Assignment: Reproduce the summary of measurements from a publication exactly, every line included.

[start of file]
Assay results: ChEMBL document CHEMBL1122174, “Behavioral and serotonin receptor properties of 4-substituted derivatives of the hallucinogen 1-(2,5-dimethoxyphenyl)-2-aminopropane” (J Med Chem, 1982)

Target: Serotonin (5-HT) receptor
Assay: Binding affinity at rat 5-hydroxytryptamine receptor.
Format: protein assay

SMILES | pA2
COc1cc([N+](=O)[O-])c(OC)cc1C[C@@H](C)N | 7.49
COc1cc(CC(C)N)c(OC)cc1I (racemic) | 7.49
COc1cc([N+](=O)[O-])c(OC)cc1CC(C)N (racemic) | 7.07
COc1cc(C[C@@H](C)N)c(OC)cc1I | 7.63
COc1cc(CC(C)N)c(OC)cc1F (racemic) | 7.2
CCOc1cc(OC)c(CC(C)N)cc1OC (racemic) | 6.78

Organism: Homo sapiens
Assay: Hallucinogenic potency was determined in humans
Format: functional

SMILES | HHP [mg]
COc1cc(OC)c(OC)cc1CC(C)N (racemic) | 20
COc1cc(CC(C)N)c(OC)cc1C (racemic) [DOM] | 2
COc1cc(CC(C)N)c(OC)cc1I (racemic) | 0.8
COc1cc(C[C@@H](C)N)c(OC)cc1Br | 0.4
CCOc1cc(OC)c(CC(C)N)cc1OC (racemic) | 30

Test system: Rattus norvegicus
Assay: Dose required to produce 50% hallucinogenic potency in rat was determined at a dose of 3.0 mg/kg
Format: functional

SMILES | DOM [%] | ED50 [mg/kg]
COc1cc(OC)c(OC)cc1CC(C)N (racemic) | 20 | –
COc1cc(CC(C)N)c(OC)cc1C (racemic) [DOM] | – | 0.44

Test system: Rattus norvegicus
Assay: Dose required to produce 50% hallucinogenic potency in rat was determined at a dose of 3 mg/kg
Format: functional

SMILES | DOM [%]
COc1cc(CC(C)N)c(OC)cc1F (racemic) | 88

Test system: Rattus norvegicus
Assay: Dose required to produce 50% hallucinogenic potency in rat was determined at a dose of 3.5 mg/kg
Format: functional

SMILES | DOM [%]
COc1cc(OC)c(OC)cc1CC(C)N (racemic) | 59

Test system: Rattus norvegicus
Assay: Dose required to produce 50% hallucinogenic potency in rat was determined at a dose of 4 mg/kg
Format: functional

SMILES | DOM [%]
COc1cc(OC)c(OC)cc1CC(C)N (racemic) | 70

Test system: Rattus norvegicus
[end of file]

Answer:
Assay results: ChEMBL document CHEMBL1122174, “Behavioral and serotonin receptor properties of 4-substituted derivatives of the hallucinogen 1-(2,5-dimethoxyphenyl)-2-aminopropane” (J Med Chem, 1982)

Target: Serotonin (5-HT) receptor
Assay: Binding affinity at rat 5-hydroxytryptamine receptor.
Format: protein assay

SMILES | pA2
COc1cc([N+](=O)[O-])c(OC)cc1C[C@@H](C)N | 7.49
COc1cc(CC(C)N)c(OC)cc1I (racemic) | 7.49
COc1cc([N+](=O)[O-])c(OC)cc1CC(C)N (racemic) | 7.07
COc1cc(C[C@@H](C)N)c(OC)cc1I | 7.63
COc1cc(CC(C)N)c(OC)cc1F (racemic) | 7.2
CCOc1cc(OC)c(CC(C)N)cc1OC (racemic) | 6.78

Organism: Homo sapiens
Assay: Hallucinogenic potency was determined in humans
Format: functional

SMILES | HHP [mg]
COc1cc(OC)c(OC)cc1CC(C)N (racemic) | 20
COc1cc(CC(C)N)c(OC)cc1C (racemic) [DOM] | 2
COc1cc(CC(C)N)c(OC)cc1I (racemic) | 0.8
COc1cc(C[C@@H](C)N)c(OC)cc1Br | 0.4
CCOc1cc(OC)c(CC(C)N)cc1OC (racemic) | 30

Test system: Rattus norvegicus
Assay: Dose required to produce 50% hallucinogenic potency in rat was determined at a dose of 3.0 mg/kg
Format: functional

SMILES | DOM [%] | ED50 [mg/kg]
COc1cc(OC)c(OC)cc1CC(C)N (racemic) | 20 | –
COc1cc(CC(C)N)c(OC)cc1C (racemic) [DOM] | – | 0.44

Test system: Rattus norvegicus
Assay: Dose required to produce 50% hallucinogenic potency in rat was determined at a dose of 3 mg/kg
Format: functional

SMILES | DOM [%]
COc1cc(CC(C)N)c(OC)cc1F (racemic) | 88

Test system: Rattus norvegicus
Assay: Dose required to produce 50% hallucinogenic potency in rat was determined at a dose of 3.5 mg/kg
Format: functional

SMILES | DOM [%]
COc1cc(OC)c(OC)cc1CC(C)N (racemic) | 59

Test system: Rattus norvegicus
Assay: Dose required to produce 50% hallucinogenic potency in rat was determined at a dose of 4 mg/kg
Format: functional

SMILES | DOM [%]
COc1cc(OC)c(OC)cc1CC(C)N (racemic) | 70

Test system: Rattus norvegicus